28 Tips on Personal Statements and Graduate School Application Essays
- Be prepared to write and revise and write and revise and edit and revise and rewrite and edit and...
- Seek advice; talk with different people, listen to what they say, and then follow what feels right for you.
- Every person is unique. What makes you unique? What can you share from your life that will help a stranger understand why you are different from anyone else that has ever applied to this school or business?
- We are defined by the stories we tell; writing a personal statement is an exercise in story-telling.
- Think details, details, details.
- Better to focus on one or two primary issues/experiences rather than briefly cover many.
- Avoid self-promotions (e.g., it does not help to claim: "I am an intelligent, compassionate, and caring person.")
- Keep your guard up and avoid cliches "like the plague." Cliches obscure your unique message.
- Always avoid phrasing like "I've always wanted to be a _______."
- Always avoid "always."
- Avoid the flippant, glib, or cute.
- Be wary of humor. If you are compelled to be funny, try for the subtle or ironic: attempts at humor often come across as evidence of immaturity (evidence of that quality in this handout?).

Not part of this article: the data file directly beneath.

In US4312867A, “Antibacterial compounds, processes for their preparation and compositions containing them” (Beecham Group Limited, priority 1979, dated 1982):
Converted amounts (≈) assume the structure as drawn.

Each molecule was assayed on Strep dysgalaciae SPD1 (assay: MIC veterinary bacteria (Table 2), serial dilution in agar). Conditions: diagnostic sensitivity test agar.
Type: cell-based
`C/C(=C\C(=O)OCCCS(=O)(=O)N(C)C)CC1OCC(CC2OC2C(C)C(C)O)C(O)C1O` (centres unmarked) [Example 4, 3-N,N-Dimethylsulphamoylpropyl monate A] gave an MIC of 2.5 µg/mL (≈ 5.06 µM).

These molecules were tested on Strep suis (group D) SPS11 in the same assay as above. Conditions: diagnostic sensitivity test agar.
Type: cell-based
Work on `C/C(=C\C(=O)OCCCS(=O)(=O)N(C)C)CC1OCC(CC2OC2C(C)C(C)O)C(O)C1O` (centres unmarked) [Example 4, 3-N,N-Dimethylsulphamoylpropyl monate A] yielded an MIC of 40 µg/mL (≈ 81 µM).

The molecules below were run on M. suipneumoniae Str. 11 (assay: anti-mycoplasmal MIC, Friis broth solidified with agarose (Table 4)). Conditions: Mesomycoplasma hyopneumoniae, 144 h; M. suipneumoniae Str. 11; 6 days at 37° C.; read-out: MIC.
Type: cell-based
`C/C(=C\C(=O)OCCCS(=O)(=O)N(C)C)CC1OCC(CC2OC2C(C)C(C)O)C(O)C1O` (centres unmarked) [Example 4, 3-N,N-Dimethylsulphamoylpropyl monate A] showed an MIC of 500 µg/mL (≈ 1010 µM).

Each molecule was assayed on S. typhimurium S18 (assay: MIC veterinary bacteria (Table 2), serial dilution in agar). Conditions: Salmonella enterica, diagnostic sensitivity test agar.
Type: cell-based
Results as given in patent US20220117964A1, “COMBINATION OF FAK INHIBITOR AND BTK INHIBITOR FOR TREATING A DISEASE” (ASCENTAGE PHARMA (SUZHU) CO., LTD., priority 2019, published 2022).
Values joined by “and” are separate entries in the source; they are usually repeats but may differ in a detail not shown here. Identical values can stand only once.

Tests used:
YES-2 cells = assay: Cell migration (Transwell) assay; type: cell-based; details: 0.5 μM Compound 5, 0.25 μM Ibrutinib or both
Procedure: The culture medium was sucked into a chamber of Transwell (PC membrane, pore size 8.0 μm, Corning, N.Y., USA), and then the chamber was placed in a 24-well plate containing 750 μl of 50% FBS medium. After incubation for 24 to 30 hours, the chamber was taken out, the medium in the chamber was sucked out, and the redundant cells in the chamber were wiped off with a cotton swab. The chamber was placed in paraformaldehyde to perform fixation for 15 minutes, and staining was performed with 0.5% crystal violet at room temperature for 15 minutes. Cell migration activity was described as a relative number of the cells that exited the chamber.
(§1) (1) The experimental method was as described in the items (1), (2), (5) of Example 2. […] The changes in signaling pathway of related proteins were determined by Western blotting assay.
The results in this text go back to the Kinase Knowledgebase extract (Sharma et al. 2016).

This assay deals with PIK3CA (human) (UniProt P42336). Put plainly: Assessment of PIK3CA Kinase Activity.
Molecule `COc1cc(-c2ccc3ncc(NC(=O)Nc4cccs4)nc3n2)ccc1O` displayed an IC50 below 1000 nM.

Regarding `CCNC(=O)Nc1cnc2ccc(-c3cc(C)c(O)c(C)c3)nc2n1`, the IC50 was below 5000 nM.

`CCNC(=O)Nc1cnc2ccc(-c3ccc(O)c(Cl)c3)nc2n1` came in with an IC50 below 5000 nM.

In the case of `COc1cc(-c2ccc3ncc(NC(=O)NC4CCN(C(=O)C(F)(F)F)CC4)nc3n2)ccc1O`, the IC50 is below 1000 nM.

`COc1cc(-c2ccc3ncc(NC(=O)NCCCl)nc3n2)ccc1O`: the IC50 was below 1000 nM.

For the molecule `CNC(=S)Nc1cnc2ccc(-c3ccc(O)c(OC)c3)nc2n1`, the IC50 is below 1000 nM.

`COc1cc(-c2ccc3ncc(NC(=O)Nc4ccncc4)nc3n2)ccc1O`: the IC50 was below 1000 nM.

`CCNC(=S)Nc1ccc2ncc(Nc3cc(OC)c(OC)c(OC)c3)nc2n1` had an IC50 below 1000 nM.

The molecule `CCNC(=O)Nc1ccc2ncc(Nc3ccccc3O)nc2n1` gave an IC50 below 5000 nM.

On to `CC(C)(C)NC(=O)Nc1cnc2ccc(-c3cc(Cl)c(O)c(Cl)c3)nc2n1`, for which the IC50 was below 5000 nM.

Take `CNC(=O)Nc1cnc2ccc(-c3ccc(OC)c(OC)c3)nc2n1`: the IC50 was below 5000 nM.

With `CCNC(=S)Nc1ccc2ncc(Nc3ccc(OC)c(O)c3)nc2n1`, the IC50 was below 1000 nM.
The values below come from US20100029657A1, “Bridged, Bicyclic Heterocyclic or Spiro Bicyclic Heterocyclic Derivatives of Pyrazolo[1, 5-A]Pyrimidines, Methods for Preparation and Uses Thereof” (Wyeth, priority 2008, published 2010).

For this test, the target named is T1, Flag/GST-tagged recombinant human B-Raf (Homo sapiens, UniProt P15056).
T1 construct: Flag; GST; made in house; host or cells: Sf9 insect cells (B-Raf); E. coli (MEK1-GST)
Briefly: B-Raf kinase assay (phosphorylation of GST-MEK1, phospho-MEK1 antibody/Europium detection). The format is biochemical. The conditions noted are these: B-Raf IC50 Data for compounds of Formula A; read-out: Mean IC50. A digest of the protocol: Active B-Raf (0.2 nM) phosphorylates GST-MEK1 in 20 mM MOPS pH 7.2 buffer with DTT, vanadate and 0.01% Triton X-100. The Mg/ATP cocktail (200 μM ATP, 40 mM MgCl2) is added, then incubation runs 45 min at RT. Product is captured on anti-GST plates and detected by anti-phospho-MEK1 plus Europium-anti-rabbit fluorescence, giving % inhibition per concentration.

- No whining.
- Avoid writing on personal problems or excuses for failure.
- Do not criticize past teachers, other programs, other businesses, or KoCom's CEO.
- Avoid emphasis on monetary reasons for your motivations.
- Be wary of egocentricity; commend yourself without bragging about yourself.
- If asked to describe weaknesses, discuss ones that can be seen as strengths.
- Eliminate sexist language (predicting your future contributions to "the brotherhood of man" will probably not help your cause).
- Avoid unnecessary Capitalizations of Nouns.
- Use language that feels right for you. Look up questionable words in a good dictionary.
- No handwritten submissions.
- Use conventional font choices and sizes: emphasize clarity and readability.
- No speling, gramatical--or typographical erors.
- Look up any questionable grammatical or stylistic constructions in a good reference book (the most widely accepted authority is the Chicago Manual of Style).
- If appropriate, reveal you know something about the company or school to which you are applying.
- Ask at least one skilled, demanding reader to proofread your "final" document. Be prepared to revise your "final" document.
- Perfect personal statement: not too short; not too long.
Many of these recommendations were adapted from
Graduate Admissions Essays--What Works, What Doesn't and Why by Donald Asher